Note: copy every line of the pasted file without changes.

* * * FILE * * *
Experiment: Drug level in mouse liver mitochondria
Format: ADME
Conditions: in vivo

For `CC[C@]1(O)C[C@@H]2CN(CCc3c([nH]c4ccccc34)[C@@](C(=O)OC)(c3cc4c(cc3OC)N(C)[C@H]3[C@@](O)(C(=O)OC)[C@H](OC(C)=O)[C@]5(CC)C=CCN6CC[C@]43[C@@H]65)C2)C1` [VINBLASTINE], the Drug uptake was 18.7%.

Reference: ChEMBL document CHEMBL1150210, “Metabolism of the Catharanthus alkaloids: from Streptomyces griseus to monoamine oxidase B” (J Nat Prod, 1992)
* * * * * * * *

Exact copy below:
Experiment: Drug level in mouse liver mitochondria
Format: ADME
Conditions: in vivo

For `CC[C@]1(O)C[C@@H]2CN(CCc3c([nH]c4ccccc34)[C@@](C(=O)OC)(c3cc4c(cc3OC)N(C)[C@H]3[C@@](O)(C(=O)OC)[C@H](OC(C)=O)[C@]5(CC)C=CCN6CC[C@]43[C@@H]65)C2)C1` [VINBLASTINE], the Drug uptake was 18.7%.

Reference: ChEMBL document CHEMBL1150210, “Metabolism of the Catharanthus alkaloids: from Streptomyces griseus to monoamine oxidase B” (J Nat Prod, 1992)